Over the last year, we experienced an economic recovery from an ongoing global pandemic, new and pending legislation that affected taxes and retirement planning, and more.
So as you prepare to file your 2021 taxes, don’t just pack a folder with receipts and important documents. Consider these changes, and look to take advantage of tax opportunities.
Many people have the idea that tax planning is only about paying less money right now, and that’s not the case. Tax planning is about paying less money over time. There are many avenues to do that. As we’re nearing the end of 2021, it’s prime time to get your finances in order for the upcoming tax season, and hopefully this article can help you figure out how to pay less money over time. In this article, we’ll focus on a few areas for your end-of-year tax planning: tax-loss harvesting and rebalancing, charitable giving, retirement plan contributions and Roth conversions.Read More
Concerns about the Omicron variant raised the risk of additional lockdowns and contributed to a decline of more than 2% in the S&P 500 on the day after Thanksgiving. The COVID-19 variant, first detected in South Africa, triggered travel restrictions in the U.S. and Europe.Read More
As a kid, Zachary Conway’s financial advisor father tried to instill good savings and charitable habits. Conway, founder and CEO of Seeds Investor, recently told the Framework podcast team about how that worked. When he got his monthly allowance, he divided it up among several containers: one for savings, one for spending and and one for charity.Read More
U.S. retail sales surprised economists, rising 1.7% in October (Figure 1). Rising prices contributed 1% to the growth, and increased purchases generated the remaining 0.7%. Both the top-line and after-inflation rates were higher than pre-pandemic levels. Supply chain risks may have prompted consumers to kick off Christmas shopping early at internet retailers and stores selling electronics and appliances. Those two segments contributed to the strong results.Read More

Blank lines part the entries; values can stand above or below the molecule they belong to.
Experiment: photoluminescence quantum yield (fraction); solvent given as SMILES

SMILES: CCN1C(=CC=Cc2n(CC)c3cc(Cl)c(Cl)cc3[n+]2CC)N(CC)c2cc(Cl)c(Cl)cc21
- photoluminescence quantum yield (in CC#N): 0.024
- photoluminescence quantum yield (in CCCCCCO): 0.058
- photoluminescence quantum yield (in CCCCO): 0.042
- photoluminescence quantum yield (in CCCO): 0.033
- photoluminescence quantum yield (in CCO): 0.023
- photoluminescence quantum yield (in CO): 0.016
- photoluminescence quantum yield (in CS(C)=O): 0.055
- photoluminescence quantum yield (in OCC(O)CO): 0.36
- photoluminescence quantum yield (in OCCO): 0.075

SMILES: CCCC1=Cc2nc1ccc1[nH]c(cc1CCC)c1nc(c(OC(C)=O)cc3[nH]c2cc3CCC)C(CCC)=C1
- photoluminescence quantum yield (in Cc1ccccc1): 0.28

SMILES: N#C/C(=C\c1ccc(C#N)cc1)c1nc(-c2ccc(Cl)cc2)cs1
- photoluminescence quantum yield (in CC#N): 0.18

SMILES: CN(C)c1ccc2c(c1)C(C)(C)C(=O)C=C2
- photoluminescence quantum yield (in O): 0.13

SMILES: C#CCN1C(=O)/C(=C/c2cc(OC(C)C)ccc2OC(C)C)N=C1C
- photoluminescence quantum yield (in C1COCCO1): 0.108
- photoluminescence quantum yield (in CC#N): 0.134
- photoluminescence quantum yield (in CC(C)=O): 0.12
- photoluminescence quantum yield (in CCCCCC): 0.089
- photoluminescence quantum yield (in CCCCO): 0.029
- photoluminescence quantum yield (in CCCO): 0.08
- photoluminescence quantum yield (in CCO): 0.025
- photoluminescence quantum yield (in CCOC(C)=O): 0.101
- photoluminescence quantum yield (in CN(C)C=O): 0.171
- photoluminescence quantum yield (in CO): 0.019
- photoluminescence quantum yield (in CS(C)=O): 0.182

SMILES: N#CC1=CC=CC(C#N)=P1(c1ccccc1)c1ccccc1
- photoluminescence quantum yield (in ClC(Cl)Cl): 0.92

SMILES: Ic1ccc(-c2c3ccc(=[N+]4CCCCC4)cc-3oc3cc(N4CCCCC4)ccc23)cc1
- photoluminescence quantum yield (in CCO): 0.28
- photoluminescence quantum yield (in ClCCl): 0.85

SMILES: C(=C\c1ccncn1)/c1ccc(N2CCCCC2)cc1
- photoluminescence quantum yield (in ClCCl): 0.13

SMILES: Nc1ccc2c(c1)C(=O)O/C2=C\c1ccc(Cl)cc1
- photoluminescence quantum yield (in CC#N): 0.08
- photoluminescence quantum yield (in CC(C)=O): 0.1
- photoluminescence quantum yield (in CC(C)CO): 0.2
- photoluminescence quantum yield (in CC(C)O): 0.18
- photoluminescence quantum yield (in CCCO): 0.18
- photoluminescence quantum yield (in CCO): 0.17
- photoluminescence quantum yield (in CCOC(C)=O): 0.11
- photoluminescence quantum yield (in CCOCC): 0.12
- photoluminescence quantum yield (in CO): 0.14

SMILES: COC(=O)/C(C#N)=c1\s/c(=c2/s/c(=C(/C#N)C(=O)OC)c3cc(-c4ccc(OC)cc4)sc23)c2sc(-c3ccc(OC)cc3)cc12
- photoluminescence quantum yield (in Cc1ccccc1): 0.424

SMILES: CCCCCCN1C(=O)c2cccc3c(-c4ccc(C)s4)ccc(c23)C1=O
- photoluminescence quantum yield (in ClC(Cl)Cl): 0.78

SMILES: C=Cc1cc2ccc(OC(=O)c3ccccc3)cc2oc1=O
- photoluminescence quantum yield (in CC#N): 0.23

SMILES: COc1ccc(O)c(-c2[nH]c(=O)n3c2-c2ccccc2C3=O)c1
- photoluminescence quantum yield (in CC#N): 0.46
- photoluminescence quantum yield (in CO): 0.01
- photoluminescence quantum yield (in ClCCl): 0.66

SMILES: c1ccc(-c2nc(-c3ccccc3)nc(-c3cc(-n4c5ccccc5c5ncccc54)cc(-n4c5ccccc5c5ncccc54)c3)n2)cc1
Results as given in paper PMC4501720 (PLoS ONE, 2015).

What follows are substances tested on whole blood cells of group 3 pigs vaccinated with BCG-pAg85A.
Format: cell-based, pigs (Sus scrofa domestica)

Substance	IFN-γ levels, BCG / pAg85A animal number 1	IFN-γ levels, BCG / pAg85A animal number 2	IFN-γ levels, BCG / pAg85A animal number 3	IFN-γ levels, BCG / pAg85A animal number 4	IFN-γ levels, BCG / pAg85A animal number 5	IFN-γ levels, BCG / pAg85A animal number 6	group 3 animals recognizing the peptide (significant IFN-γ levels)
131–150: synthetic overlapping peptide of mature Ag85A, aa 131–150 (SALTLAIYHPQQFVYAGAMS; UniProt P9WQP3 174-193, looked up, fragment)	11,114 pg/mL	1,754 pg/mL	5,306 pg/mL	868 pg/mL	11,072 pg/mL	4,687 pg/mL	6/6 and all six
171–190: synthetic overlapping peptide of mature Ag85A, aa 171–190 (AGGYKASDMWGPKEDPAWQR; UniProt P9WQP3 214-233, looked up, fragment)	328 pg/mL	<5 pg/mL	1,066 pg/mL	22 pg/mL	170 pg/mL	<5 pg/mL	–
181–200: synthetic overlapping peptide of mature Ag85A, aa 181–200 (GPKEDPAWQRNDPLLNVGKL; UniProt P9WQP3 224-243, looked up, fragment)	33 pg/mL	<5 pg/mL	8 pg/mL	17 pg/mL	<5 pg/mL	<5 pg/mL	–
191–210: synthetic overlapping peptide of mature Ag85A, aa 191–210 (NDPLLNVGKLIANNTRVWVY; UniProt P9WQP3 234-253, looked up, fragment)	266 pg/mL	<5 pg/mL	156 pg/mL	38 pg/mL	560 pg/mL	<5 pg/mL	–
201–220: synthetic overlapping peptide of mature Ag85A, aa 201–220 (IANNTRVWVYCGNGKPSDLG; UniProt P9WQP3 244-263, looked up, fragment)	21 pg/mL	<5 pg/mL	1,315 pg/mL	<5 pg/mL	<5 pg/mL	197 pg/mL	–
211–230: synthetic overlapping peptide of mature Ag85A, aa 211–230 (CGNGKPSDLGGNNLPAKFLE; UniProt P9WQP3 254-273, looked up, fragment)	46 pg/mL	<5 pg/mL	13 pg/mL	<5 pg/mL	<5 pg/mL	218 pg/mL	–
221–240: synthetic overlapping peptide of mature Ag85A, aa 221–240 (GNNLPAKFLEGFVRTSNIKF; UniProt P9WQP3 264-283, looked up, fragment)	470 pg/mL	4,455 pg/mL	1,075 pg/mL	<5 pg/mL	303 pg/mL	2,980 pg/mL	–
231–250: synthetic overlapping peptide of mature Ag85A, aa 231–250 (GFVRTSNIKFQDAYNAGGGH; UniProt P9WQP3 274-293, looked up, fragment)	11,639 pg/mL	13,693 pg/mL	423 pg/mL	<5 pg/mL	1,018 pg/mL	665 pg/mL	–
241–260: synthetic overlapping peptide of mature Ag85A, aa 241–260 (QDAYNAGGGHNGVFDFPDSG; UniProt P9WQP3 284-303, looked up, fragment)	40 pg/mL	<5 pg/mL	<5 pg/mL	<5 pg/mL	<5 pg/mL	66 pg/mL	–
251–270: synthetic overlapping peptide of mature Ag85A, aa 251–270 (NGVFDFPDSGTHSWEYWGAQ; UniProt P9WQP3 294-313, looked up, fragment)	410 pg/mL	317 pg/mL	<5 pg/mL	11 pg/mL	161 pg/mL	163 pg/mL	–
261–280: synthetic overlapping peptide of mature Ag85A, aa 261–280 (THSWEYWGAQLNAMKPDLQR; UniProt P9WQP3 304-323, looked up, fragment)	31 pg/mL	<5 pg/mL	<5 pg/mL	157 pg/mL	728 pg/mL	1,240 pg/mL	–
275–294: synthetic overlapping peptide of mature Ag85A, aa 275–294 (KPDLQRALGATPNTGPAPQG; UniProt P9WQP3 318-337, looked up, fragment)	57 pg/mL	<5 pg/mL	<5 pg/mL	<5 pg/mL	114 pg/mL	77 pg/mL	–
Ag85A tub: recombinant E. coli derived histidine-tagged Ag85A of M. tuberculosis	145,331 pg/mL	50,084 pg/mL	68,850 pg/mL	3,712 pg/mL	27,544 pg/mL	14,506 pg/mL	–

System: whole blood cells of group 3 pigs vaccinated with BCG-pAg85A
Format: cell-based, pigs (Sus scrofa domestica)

In today’s world it’s fair to say that most reasonable people believe that they are going to live a long life, and, when you live a long life, it’s also fair to say that sooner or later at some point, we’re going to need some form of care.Read More
An inflation surprise created a challenge for investors. The Consumer Price Index rose 0.9% last month. The monthly increase was the largest reached in 2021, and the yearly increase of 6.2% was the largest since 1990, when the Gulf War contributed to a surge in oil prices (Figure 1).Read More
After a couple weak monthly reports, U.S. employment roared back in October. The U.S. created 531,000 new jobs, beating expectations for 412,500. August and September were both revised higher by more than 100,000 jobs. Private payroll increased 604,000 while government payrolls shrank 73,000. Unemployment dipped from 4.8% to 4.6%.Read More
Philanthropist and oil tycoon John D. Rockefeller famously said: “Think of giving not only as a duty, but a privilege.”
If you are of the same charitable mindset as John Rockefeller, you might consider a donor-advised fund (DAF).
A donor-advised fund (DAF) is a tool to which you make an irrevocable, tax-deductible contribution, which is then donated to some of your favorite charities. You work with a sponsor (a 501(c)(3) non-profit), which manages the account.
This worksheet will help you figure out whether a DAF can play a role in your giving strategies and offers tips to keep in mind when using a DAF.